Panel fine-tunes song list
BY TOM LINDLEY World Capitol Bureau
Wednesday, September 03, 2008
9/03/08 at 2:17 AM
Listen to the
cast your vote
for state rock ’n’
Voters to pick among Flaming Lips, Leon Russell and others
OKLAHOMA CITY — Do you realize that when it comes to having a party, home sweet Oklahoma rocks?
Well, sometime after Nov. 15 we'll all find out exactly how serious we are about rock 'n' roll because that's when the online voting will end to determine which of 10 songs will be on its way to being named the official rock song of Oklahoma.
The Oklahoma Rock Song Advisory Panel, which was empowered by the state Legislature to narrow the field, announced its 10 rock song finalists in a news conference Tuesday at the Oklahoma History Center, which came up with the idea to give Oklahoma rock singers, songwriters and musicians some of the love often reserved for country music.
The list of finalists ranges from the early rock hit "Let's Have a Party" recorded by Wanda Jackson in 1958, to Leon Russell's 1971 release of "Home Sweet Oklahoma," to the Flaming Lips' 2002 hit "Do You Realize?" to "Move Along," recorded in 2006 by the All-American Rejects.
Representing all eras of rock 'n' roll as written or performed by Oklahomans, the list also includes "After Midnight" by J.J. Cale; "Heartbreak Hotel," Elvis Presley's hit song that was co-written by Oklahoma schoolteacher Mae Boren Axton; "Oklahoma," recorded in 1986 by The Call, which included Oklahomans Michael Been and Scott Musick; "Never Been to Spain," released in 1971 by Three Dog Night and written by Oklahoman Hoyt Axton; "Endless Oklahoma Sky," recorded by the Tulsa band John Moreland and the Black Gold Band; and "Walk Don't Run," recorded in 1960 by The Ventures, which featured Oklahomans Bob Bogle and Nokie Edwards and promoted Oklahomaw guitar-maker Semi Mosely's Mosrite guitars.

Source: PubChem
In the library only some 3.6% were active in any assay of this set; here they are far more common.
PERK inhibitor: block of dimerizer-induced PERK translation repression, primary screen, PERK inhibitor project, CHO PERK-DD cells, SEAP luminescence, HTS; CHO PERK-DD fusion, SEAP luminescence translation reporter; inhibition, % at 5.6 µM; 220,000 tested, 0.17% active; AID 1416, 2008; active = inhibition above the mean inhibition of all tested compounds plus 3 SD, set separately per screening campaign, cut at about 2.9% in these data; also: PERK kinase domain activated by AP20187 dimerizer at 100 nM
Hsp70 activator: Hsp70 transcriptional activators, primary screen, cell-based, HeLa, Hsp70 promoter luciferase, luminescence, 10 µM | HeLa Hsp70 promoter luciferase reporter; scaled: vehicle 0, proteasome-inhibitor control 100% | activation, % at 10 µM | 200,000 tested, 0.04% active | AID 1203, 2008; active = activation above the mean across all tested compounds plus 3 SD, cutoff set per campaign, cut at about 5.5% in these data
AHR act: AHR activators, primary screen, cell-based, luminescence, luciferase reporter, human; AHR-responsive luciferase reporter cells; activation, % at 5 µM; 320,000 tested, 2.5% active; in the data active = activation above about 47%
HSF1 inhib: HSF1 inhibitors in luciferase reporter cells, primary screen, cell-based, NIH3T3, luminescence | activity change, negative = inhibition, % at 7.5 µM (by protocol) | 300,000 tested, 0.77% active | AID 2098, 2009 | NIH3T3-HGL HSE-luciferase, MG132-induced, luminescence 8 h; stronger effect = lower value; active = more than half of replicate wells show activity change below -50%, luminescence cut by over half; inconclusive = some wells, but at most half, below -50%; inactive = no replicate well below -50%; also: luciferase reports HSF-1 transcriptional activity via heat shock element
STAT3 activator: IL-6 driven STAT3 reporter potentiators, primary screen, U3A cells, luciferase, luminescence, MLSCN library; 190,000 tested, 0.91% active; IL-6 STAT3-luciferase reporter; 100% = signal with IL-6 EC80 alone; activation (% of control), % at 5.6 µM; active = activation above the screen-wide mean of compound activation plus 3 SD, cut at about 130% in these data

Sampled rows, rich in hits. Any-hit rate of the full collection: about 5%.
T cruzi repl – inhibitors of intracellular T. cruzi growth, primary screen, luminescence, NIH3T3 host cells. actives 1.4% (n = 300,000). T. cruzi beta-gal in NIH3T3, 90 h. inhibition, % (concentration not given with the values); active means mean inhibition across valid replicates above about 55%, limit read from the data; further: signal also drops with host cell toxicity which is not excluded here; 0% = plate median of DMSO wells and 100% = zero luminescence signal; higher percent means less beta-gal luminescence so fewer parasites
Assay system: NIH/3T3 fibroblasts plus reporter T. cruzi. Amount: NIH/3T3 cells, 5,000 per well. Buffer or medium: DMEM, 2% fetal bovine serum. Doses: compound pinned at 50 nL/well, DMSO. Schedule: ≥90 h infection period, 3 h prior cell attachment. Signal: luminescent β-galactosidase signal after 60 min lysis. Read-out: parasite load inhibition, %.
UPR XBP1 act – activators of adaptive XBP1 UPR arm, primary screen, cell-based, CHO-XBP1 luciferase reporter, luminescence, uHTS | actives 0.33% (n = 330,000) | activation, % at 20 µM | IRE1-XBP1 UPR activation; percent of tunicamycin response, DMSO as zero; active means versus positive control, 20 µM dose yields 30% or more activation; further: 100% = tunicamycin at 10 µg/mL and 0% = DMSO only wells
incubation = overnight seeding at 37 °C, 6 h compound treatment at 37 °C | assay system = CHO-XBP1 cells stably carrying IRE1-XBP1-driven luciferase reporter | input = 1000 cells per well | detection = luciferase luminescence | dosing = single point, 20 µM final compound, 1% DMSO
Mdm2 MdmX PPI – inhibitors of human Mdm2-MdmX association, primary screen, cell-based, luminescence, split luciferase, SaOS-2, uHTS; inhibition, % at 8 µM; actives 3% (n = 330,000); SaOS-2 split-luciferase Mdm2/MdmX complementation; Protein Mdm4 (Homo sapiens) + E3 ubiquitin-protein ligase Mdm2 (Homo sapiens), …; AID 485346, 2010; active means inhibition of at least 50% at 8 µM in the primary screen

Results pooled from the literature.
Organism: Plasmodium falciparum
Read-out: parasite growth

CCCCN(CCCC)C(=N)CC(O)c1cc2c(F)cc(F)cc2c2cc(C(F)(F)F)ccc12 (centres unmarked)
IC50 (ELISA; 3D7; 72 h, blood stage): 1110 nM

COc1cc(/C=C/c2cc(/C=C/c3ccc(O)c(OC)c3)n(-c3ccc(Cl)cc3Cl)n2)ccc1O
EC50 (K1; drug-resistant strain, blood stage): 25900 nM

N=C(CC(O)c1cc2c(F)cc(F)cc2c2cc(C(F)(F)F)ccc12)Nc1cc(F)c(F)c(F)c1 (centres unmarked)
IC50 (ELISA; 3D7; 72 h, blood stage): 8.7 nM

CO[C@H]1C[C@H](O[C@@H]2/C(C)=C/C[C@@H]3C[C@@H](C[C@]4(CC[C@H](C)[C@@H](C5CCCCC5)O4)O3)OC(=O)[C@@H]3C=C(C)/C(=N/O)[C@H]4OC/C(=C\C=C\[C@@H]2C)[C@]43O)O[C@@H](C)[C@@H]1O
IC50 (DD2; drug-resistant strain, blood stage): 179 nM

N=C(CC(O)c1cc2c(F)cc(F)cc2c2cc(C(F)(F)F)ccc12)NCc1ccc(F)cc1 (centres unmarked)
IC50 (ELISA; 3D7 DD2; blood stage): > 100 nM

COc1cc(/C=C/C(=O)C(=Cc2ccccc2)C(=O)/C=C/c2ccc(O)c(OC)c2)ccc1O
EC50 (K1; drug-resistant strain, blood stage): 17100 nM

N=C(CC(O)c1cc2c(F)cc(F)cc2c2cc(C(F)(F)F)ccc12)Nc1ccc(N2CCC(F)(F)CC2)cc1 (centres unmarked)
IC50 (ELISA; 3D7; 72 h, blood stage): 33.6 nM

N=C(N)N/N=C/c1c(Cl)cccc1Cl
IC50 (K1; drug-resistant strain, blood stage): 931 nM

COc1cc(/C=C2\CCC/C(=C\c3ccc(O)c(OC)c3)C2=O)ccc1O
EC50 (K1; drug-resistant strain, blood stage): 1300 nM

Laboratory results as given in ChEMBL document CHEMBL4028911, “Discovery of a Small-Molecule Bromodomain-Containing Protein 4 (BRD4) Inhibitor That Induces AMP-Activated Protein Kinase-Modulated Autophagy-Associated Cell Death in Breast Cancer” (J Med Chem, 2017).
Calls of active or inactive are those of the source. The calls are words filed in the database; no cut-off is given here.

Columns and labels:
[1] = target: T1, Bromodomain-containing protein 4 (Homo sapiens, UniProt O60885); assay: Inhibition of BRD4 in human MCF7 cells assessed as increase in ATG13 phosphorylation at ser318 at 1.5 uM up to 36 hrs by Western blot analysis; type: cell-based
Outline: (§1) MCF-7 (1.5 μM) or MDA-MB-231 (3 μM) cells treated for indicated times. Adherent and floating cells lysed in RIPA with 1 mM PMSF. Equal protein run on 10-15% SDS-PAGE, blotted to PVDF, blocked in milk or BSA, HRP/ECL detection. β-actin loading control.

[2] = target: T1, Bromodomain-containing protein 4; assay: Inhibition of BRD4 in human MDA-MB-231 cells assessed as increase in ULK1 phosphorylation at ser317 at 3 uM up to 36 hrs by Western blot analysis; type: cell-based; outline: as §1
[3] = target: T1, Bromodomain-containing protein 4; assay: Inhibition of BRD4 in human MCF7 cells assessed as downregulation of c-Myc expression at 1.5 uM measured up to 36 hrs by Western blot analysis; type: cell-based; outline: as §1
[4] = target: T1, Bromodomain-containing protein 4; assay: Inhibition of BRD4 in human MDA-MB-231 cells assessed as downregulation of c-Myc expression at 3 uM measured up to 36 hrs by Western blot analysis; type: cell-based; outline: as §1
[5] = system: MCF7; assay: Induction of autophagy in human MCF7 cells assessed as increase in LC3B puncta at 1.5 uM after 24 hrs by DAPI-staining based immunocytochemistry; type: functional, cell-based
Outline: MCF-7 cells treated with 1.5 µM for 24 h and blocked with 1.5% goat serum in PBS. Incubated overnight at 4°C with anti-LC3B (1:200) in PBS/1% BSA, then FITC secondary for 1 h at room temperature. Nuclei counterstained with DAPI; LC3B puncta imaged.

The winning song will be announced during the next legislative session when a bill to name the official state rock 'n' roll song is expected to be voted on by lawmakers. The selection will coincide with a history center exhibit on the state's rock history entitled "Another Hot Oklahoma Night."
While they each have their personal favorites, panel members were reluctant Tuesday to sway voters, instead focusing on the music community as a source of pride in Oklahoma and on the state's rich legacy of rock 'n' roll.
"The people will decide, but we've got some good stuff here," said panel member and radio disc jockey Ronnie Kaye of Oklahoma City.
Panelists acknowledged that a lot of other worthy songs didn't make the final cut, including "Oklahoma Breakdown" by Hosty Duo, "Been There Before" by Hanson and "Don't Stop Believin' " by Journey.
Hugh Foley of Rogers State University, chairman of the panel, said the process of culling the entries involved providing music from each rock era, as well as zeroing in on rock music that had lyrical sensors and key thoughts about Oklahoma.
"Rock means different things to different people, depending on the decade we're talking about," Foley said.
To panel member Steve Ripley, a musician, songwriter and studio engineer who has worked with Bob Dylan and Leon Russell, what constitutes pure rock 'n' roll is a philosophical question that has not been answered.
In acknowledging the significance of the day, Ripley said it won't be as easy to define the state rock song the same way the state rock, the Rose Rock, is defined.
"We are talking about the creation of this song and the guy who tossed the rock, the thrower of the rock. It's the marriage of not just the song, but the singer of the song and the writer of the song," Ripley said.
Now, everybody can at least have a say on what kind of rock Oklahoma wants to be.
Tom Lindley 405-528-2465
J. J. Cale
Mae Boren Axton
“Oklahoma” The Call
“Never Been to Spain” Hoyt Axton
“Move Along” All-American Rejects
“Home Sweet Oklahoma”
“Endless Oklahoma Sky”
John Moreland and the
Black Gold Band
“Walk Don’t Run” The Ventures
“Do YouRealize?” Flaming Lips
“Let’s Have a Party” Wanda Jackson